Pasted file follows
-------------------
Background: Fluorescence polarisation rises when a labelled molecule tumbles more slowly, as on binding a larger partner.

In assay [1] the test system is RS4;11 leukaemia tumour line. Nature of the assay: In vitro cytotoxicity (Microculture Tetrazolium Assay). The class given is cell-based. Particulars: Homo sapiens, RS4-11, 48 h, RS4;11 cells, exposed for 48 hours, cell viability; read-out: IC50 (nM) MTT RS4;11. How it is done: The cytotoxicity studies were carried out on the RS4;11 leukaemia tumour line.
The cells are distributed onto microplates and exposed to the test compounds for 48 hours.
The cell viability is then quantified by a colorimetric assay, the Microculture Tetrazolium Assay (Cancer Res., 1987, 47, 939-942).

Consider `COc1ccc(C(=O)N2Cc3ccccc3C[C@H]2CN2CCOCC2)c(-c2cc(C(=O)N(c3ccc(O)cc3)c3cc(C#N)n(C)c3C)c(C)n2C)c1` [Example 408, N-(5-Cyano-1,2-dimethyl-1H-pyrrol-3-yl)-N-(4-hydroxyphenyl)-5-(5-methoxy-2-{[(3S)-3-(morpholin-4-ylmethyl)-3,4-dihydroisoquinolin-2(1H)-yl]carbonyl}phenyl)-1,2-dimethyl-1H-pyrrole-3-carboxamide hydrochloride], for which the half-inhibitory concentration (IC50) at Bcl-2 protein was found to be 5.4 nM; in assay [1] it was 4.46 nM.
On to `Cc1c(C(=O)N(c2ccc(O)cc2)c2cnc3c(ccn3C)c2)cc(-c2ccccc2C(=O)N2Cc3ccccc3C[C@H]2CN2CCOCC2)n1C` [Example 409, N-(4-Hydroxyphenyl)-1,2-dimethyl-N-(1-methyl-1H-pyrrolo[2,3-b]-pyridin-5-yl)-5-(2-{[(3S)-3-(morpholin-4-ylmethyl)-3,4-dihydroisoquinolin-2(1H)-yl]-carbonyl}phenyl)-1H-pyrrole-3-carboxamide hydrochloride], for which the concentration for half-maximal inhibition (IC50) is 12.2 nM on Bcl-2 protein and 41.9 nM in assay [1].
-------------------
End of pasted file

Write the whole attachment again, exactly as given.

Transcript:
Background: Fluorescence polarisation rises when a labelled molecule tumbles more slowly, as on binding a larger partner.

In assay [1] the test system is RS4;11 leukaemia tumour line. Nature of the assay: In vitro cytotoxicity (Microculture Tetrazolium Assay). The class given is cell-based. Particulars: Homo sapiens, RS4-11, 48 h, RS4;11 cells, exposed for 48 hours, cell viability; read-out: IC50 (nM) MTT RS4;11. How it is done: The cytotoxicity studies were carried out on the RS4;11 leukaemia tumour line.
The cells are distributed onto microplates and exposed to the test compounds for 48 hours.
The cell viability is then quantified by a colorimetric assay, the Microculture Tetrazolium Assay (Cancer Res., 1987, 47, 939-942).

Consider `COc1ccc(C(=O)N2Cc3ccccc3C[C@H]2CN2CCOCC2)c(-c2cc(C(=O)N(c3ccc(O)cc3)c3cc(C#N)n(C)c3C)c(C)n2C)c1` [Example 408, N-(5-Cyano-1,2-dimethyl-1H-pyrrol-3-yl)-N-(4-hydroxyphenyl)-5-(5-methoxy-2-{[(3S)-3-(morpholin-4-ylmethyl)-3,4-dihydroisoquinolin-2(1H)-yl]carbonyl}phenyl)-1,2-dimethyl-1H-pyrrole-3-carboxamide hydrochloride], for which the half-inhibitory concentration (IC50) at Bcl-2 protein was found to be 5.4 nM; in assay [1] it was 4.46 nM.
On to `Cc1c(C(=O)N(c2ccc(O)cc2)c2cnc3c(ccn3C)c2)cc(-c2ccccc2C(=O)N2Cc3ccccc3C[C@H]2CN2CCOCC2)n1C` [Example 409, N-(4-Hydroxyphenyl)-1,2-dimethyl-N-(1-methyl-1H-pyrrolo[2,3-b]-pyridin-5-yl)-5-(2-{[(3S)-3-(morpholin-4-ylmethyl)-3,4-dihydroisoquinolin-2(1H)-yl]-carbonyl}phenyl)-1H-pyrrole-3-carboxamide hydrochloride], for which the concentration for half-maximal inhibition (IC50) is 12.2 nM on Bcl-2 protein and 41.9 nM in assay [1].